This is the third and concluding volume in Stephen Fry’s retelling of the mythology of Ancient Greece in a modern and more easily digestible idiom. The story of Troy is undoubtedly one of the most well known in Western literature, featuring legendary figures such as Helen, Hector, Paris, Achilles and Odysseus, and not forgetting of course the infamous Trojan horse. It’s an epic tale of loyalty, betrayal and revenge, of sacrifice, sorrow and triumph, a true blend of myth, legend and history. I found the best way to enjoy this book, and indeed its predecessors, Mythos and Heroes, is to focus on the main narrative and not to get too bogged down in the detailed footnotes as to who was who and how they were inter-related with each other, otherwise it can all get very confusing for a layman such as myself. It’s certainly a gripping tale, even though the eventual ending will come as no surprise, but I would have liked a little more information at its conclusion as to what became of the main characters afterwards. There are a couple of very interesting appendices where the author examines the historical evidence for the story – the battle for Troy, it’s thought, would have taken place in the Bronze Age, around 1200BC, but was not chronicled by Homer in The Iliad until the dawn of The Iron Age about 500 years later, versions of the events presumably having been passed down the generations by word of mouth as written language was still in its earliest infancy. A very good and enjoyable read which gives the reader a real feel for the personalities and motives of the main characters and places the key events in their true historical context – and if divine interventions into the affairs of men by the Gods on Mount Olympus isn’t your thing, you can simply disregard them and read the book as a straight historical drama.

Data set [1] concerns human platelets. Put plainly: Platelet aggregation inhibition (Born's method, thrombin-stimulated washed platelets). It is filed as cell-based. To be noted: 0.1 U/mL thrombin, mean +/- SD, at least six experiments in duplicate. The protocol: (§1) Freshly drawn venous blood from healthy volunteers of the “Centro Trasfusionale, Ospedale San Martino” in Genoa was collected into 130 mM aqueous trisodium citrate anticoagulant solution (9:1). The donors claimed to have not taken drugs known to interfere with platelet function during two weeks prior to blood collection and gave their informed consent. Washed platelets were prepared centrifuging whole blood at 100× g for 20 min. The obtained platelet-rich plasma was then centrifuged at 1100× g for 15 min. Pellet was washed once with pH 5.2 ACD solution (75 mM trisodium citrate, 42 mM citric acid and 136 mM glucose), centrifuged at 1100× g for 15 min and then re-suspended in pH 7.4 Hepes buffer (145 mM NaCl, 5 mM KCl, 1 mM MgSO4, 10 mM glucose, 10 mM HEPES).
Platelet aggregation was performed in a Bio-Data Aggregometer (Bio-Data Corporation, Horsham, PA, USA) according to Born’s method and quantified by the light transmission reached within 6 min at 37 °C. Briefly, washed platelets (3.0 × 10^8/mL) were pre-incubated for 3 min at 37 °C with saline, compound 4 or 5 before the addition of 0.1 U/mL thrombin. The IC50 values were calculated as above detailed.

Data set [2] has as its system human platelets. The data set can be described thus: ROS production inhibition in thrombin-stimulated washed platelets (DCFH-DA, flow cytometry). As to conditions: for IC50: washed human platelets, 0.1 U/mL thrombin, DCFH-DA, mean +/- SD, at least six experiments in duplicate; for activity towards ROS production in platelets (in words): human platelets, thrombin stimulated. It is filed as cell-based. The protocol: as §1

Length of Read:Long
Might appeal to people who enjoyed…
Myths and legends.
One thing you’ve learned
Fry describes the tale of Troy as the ‘Big Bang’ of story telling. Certainly his richly detailed and at times archly humorous narrative breathes new life and relevance into this age old story of heroism and hatred, desire and despair and revenge and regret, revealing on the way some fascinating connections between mythology and modern language, art and culture.